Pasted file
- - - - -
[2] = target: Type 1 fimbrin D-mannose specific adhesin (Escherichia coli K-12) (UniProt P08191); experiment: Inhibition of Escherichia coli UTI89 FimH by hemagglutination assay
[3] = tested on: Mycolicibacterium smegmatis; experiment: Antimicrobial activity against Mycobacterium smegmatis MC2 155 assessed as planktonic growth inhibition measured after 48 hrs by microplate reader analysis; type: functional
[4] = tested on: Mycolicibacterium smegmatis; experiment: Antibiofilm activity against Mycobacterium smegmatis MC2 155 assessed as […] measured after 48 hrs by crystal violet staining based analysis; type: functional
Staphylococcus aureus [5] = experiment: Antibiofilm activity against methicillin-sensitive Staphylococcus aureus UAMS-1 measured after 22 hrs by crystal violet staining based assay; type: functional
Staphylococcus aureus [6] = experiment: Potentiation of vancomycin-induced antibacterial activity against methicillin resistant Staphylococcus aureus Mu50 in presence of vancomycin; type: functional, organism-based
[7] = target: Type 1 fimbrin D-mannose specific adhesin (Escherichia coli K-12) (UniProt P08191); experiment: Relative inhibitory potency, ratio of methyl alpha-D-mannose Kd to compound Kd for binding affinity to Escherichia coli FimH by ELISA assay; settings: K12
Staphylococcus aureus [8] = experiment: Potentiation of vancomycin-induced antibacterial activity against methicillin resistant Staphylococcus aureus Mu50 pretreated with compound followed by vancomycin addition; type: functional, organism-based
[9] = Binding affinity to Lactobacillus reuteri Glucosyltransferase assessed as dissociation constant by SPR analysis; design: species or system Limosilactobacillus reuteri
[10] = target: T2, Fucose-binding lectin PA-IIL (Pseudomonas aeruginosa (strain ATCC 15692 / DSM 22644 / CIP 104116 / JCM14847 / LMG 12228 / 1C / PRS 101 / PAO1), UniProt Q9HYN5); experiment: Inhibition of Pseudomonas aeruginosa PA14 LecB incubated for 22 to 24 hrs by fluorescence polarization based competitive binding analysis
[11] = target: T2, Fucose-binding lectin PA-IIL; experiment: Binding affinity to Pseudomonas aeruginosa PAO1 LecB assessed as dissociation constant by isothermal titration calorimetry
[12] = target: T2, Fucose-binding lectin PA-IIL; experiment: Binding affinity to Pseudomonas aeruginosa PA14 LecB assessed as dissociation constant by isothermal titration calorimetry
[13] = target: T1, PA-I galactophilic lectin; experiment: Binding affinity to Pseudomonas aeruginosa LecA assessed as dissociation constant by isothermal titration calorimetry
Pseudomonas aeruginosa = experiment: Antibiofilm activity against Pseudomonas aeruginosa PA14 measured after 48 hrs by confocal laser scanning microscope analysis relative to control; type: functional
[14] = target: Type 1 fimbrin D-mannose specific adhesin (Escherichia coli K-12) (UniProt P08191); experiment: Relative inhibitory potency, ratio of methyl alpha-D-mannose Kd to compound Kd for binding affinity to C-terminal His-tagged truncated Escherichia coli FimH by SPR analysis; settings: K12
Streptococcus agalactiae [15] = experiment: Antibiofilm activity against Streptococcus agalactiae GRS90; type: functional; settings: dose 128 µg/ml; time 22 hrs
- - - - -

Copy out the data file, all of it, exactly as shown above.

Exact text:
[2] = target: Type 1 fimbrin D-mannose specific adhesin (Escherichia coli K-12) (UniProt P08191); experiment: Inhibition of Escherichia coli UTI89 FimH by hemagglutination assay
[3] = tested on: Mycolicibacterium smegmatis; experiment: Antimicrobial activity against Mycobacterium smegmatis MC2 155 assessed as planktonic growth inhibition measured after 48 hrs by microplate reader analysis; type: functional
[4] = tested on: Mycolicibacterium smegmatis; experiment: Antibiofilm activity against Mycobacterium smegmatis MC2 155 assessed as […] measured after 48 hrs by crystal violet staining based analysis; type: functional
Staphylococcus aureus [5] = experiment: Antibiofilm activity against methicillin-sensitive Staphylococcus aureus UAMS-1 measured after 22 hrs by crystal violet staining based assay; type: functional
Staphylococcus aureus [6] = experiment: Potentiation of vancomycin-induced antibacterial activity against methicillin resistant Staphylococcus aureus Mu50 in presence of vancomycin; type: functional, organism-based
[7] = target: Type 1 fimbrin D-mannose specific adhesin (Escherichia coli K-12) (UniProt P08191); experiment: Relative inhibitory potency, ratio of methyl alpha-D-mannose Kd to compound Kd for binding affinity to Escherichia coli FimH by ELISA assay; settings: K12
Staphylococcus aureus [8] = experiment: Potentiation of vancomycin-induced antibacterial activity against methicillin resistant Staphylococcus aureus Mu50 pretreated with compound followed by vancomycin addition; type: functional, organism-based
[9] = Binding affinity to Lactobacillus reuteri Glucosyltransferase assessed as dissociation constant by SPR analysis; design: species or system Limosilactobacillus reuteri
[10] = target: T2, Fucose-binding lectin PA-IIL (Pseudomonas aeruginosa (strain ATCC 15692 / DSM 22644 / CIP 104116 / JCM14847 / LMG 12228 / 1C / PRS 101 / PAO1), UniProt Q9HYN5); experiment: Inhibition of Pseudomonas aeruginosa PA14 LecB incubated for 22 to 24 hrs by fluorescence polarization based competitive binding analysis
[11] = target: T2, Fucose-binding lectin PA-IIL; experiment: Binding affinity to Pseudomonas aeruginosa PAO1 LecB assessed as dissociation constant by isothermal titration calorimetry
[12] = target: T2, Fucose-binding lectin PA-IIL; experiment: Binding affinity to Pseudomonas aeruginosa PA14 LecB assessed as dissociation constant by isothermal titration calorimetry
[13] = target: T1, PA-I galactophilic lectin; experiment: Binding affinity to Pseudomonas aeruginosa LecA assessed as dissociation constant by isothermal titration calorimetry
Pseudomonas aeruginosa = experiment: Antibiofilm activity against Pseudomonas aeruginosa PA14 measured after 48 hrs by confocal laser scanning microscope analysis relative to control; type: functional
[14] = target: Type 1 fimbrin D-mannose specific adhesin (Escherichia coli K-12) (UniProt P08191); experiment: Relative inhibitory potency, ratio of methyl alpha-D-mannose Kd to compound Kd for binding affinity to C-terminal His-tagged truncated Escherichia coli FimH by SPR analysis; settings: K12
Streptococcus agalactiae [15] = experiment: Antibiofilm activity against Streptococcus agalactiae GRS90; type: functional; settings: dose 128 µg/ml; time 22 hrs